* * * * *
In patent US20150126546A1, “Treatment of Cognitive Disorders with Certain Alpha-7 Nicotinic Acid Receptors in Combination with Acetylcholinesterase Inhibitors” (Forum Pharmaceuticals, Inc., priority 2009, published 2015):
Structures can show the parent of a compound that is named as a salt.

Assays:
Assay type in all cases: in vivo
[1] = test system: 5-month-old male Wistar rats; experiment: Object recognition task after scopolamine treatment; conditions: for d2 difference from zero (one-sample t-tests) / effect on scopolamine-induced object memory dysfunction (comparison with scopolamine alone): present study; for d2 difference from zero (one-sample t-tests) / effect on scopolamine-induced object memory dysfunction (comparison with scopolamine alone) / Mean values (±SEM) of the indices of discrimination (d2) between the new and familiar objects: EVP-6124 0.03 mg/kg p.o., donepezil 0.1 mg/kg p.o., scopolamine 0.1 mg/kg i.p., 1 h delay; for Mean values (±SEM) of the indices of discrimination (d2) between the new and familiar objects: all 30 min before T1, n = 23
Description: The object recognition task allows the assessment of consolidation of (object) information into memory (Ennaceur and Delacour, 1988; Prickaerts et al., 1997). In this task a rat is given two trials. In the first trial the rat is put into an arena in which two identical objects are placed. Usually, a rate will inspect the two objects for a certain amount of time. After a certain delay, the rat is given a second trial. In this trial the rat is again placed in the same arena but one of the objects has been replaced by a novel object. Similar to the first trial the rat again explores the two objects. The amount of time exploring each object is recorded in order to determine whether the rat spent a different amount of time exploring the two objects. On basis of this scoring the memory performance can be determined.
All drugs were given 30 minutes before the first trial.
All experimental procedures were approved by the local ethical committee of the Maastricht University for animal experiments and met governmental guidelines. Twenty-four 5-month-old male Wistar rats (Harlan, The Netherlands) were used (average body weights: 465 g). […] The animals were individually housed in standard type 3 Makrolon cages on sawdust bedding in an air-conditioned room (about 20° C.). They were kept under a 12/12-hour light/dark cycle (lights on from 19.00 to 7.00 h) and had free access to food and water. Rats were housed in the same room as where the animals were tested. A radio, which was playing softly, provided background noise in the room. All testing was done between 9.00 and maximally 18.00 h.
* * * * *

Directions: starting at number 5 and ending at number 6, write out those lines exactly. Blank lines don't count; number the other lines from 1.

[1] = test system: 5-month-old male Wistar rats; experiment: Object recognition task after scopolamine treatment; conditions: for d2 difference from zero (one-sample t-tests) / effect on scopolamine-induced object memory dysfunction (comparison with scopolamine alone): present study; for d2 difference from zero (one-sample t-tests) / effect on scopolamine-induced object memory dysfunction (comparison with scopolamine alone) / Mean values (±SEM) of the indices of discrimination (d2) between the new and familiar objects: EVP-6124 0.03 mg/kg p.o., donepezil 0.1 mg/kg p.o., scopolamine 0.1 mg/kg i.p., 1 h delay; for Mean values (±SEM) of the indices of discrimination (d2) between the new and familiar objects: all 30 min before T1, n = 23
Description: The object recognition task allows the assessment of consolidation of (object) information into memory (Ennaceur and Delacour, 1988; Prickaerts et al., 1997). In this task a rat is given two trials. In the first trial the rat is put into an arena in which two identical objects are placed. Usually, a rate will inspect the two objects for a certain amount of time. After a certain delay, the rat is given a second trial. In this trial the rat is again placed in the same arena but one of the objects has been replaced by a novel object. Similar to the first trial the rat again explores the two objects. The amount of time exploring each object is recorded in order to determine whether the rat spent a different amount of time exploring the two objects. On basis of this scoring the memory performance can be determined.